THE methodology used in conducting tiger
count in several sanctuaries and national
parks in India has currently come under
focus and has given rise to a stormy
debate. The focus has shifted from how
many tigers are there in the country to
what method should be adopted to
count the animal's population. At present
the census is taken by examining
pugmarks, which is increasingly being
held by many as 'inaccurate and cumber
some' as it is subject to human error.
"in the present circumstances, it is the best alternative. After all, the tiger is a shy and nocturnal animal, and one cannot just walk up to it and take its details," says the director of Corbett Tiger Reserve, R C Gautam. The method entails lifting tiger pugmark impressions along water courses and jungle paths. As every tiger has its distinctive pugmark, on examination, the impressions give a fair idea of the number of tigers that are present in the particular sanctuary. The 1993 census which was compiled after adopting such a method, put the tiger population of the country at more than 3,750.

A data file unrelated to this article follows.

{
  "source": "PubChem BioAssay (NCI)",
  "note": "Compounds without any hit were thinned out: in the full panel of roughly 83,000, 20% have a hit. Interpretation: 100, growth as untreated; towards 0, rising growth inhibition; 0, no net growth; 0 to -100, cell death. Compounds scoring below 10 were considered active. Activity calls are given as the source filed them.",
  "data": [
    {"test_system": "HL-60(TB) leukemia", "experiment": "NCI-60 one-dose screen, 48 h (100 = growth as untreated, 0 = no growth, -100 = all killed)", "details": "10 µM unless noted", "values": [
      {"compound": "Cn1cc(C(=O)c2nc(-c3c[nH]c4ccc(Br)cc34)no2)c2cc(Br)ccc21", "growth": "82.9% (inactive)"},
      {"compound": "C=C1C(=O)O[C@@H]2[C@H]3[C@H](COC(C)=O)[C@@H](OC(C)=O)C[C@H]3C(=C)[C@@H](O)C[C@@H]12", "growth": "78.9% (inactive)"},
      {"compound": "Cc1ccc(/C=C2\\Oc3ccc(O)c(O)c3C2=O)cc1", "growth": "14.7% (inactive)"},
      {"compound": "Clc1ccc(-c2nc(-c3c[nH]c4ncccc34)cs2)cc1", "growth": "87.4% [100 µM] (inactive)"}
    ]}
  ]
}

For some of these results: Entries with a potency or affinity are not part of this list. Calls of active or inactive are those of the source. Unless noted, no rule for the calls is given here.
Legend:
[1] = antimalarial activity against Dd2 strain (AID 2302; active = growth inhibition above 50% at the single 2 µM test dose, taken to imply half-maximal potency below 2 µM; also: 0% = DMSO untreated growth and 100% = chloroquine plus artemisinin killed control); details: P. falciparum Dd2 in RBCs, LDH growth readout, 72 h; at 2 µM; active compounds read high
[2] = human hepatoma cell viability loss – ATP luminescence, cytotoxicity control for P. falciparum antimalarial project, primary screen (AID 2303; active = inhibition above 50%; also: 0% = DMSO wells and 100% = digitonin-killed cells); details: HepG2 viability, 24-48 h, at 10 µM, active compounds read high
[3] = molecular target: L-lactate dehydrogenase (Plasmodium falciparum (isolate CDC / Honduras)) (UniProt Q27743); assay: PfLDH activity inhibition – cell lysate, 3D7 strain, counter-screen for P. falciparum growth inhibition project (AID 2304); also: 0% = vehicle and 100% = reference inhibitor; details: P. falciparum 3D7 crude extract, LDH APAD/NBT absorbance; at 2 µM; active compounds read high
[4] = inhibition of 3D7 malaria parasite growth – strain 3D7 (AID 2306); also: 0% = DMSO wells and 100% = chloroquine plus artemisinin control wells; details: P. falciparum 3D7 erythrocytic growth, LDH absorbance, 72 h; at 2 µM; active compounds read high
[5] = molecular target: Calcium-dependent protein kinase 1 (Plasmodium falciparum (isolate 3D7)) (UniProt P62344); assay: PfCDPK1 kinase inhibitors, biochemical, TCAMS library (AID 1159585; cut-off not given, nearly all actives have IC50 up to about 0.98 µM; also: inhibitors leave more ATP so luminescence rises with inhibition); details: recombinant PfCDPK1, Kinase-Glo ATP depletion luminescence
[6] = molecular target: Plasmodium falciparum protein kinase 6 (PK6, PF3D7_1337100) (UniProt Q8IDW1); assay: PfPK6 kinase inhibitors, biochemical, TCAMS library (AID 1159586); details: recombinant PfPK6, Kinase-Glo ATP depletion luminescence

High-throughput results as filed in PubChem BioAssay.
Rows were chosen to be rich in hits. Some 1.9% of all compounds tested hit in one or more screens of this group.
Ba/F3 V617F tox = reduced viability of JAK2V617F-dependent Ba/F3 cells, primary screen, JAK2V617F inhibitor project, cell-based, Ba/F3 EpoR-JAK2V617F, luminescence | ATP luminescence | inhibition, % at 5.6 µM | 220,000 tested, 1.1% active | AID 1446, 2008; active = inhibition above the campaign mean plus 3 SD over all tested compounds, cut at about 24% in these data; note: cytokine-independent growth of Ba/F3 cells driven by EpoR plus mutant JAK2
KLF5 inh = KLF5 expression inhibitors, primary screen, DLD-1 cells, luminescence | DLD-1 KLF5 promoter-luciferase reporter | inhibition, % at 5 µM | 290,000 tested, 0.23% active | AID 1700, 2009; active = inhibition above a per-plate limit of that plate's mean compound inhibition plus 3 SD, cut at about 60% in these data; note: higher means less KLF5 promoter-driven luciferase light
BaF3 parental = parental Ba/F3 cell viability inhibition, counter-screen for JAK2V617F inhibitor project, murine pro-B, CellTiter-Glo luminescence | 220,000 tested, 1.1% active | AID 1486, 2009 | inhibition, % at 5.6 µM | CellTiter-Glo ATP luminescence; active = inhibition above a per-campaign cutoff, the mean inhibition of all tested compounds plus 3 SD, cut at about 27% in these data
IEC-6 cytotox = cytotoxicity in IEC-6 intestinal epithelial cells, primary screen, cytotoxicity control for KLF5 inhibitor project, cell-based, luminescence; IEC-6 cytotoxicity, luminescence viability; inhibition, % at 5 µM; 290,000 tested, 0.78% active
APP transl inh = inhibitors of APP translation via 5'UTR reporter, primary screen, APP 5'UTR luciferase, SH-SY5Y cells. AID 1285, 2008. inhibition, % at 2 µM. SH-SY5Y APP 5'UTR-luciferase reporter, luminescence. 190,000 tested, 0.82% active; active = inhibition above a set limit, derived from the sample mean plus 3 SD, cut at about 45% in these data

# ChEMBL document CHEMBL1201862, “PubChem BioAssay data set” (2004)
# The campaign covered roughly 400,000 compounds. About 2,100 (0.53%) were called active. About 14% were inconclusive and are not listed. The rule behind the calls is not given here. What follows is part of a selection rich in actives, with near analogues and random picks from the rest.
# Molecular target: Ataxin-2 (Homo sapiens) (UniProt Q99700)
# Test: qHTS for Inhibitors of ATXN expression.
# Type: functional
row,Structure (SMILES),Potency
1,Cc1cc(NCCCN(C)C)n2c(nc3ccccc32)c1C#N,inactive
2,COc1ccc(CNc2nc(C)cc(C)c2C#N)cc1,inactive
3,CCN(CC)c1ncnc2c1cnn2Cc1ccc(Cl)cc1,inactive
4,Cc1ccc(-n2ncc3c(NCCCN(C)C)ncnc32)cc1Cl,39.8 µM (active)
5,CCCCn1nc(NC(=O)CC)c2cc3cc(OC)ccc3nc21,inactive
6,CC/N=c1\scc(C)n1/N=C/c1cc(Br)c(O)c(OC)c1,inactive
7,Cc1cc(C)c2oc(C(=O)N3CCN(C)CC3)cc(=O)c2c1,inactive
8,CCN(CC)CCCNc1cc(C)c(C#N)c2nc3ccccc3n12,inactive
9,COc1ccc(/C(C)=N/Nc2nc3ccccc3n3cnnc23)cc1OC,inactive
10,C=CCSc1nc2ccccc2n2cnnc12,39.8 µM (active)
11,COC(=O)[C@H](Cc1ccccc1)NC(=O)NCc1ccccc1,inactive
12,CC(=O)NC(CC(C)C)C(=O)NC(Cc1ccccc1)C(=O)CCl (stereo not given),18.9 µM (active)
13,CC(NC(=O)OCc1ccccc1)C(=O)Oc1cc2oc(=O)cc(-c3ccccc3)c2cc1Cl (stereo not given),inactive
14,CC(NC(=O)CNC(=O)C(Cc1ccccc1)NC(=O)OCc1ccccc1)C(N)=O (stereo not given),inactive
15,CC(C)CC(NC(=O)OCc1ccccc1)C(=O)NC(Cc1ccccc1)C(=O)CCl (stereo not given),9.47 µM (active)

Usually, pugmarks are traced during the dry season as rain does not wash them away. In places where there is no surface on which clear impressions may be obtained, special pug pads are laid, said R Talwar of the World Wide Fund for Nature-India.
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